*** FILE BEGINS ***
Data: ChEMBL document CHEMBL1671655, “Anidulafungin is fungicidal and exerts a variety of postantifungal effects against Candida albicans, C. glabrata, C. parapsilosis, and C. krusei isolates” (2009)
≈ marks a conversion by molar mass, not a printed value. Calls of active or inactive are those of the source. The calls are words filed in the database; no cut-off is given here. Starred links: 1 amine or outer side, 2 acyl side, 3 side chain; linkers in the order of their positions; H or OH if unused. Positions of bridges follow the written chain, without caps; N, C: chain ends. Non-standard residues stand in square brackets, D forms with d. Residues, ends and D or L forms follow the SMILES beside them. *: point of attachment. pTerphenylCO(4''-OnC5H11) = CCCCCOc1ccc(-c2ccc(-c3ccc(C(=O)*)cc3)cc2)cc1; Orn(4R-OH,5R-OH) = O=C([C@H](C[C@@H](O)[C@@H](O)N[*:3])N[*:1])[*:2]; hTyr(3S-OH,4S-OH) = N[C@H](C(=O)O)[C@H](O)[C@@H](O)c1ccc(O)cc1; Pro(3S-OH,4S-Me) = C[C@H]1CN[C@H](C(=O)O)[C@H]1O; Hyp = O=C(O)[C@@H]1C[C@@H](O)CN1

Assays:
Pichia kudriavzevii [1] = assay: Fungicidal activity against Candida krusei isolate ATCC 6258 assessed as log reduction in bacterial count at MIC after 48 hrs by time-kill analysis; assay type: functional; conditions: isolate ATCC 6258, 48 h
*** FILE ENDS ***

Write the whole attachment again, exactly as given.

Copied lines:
Data: ChEMBL document CHEMBL1671655, “Anidulafungin is fungicidal and exerts a variety of postantifungal effects against Candida albicans, C. glabrata, C. parapsilosis, and C. krusei isolates” (2009)
≈ marks a conversion by molar mass, not a printed value. Calls of active or inactive are those of the source. The calls are words filed in the database; no cut-off is given here. Starred links: 1 amine or outer side, 2 acyl side, 3 side chain; linkers in the order of their positions; H or OH if unused. Positions of bridges follow the written chain, without caps; N, C: chain ends. Non-standard residues stand in square brackets, D forms with d. Residues, ends and D or L forms follow the SMILES beside them. *: point of attachment. pTerphenylCO(4''-OnC5H11) = CCCCCOc1ccc(-c2ccc(-c3ccc(C(=O)*)cc3)cc2)cc1; Orn(4R-OH,5R-OH) = O=C([C@H](C[C@@H](O)[C@@H](O)N[*:3])N[*:1])[*:2]; hTyr(3S-OH,4S-OH) = N[C@H](C(=O)O)[C@H](O)[C@@H](O)c1ccc(O)cc1; Pro(3S-OH,4S-Me) = C[C@H]1CN[C@H](C(=O)O)[C@H]1O; Hyp = O=C(O)[C@@H]1C[C@@H](O)CN1

Assays:
Pichia kudriavzevii [1] = assay: Fungicidal activity against Candida krusei isolate ATCC 6258 assessed as log reduction in bacterial count at MIC after 48 hrs by time-kill analysis; assay type: functional; conditions: isolate ATCC 6258, 48 h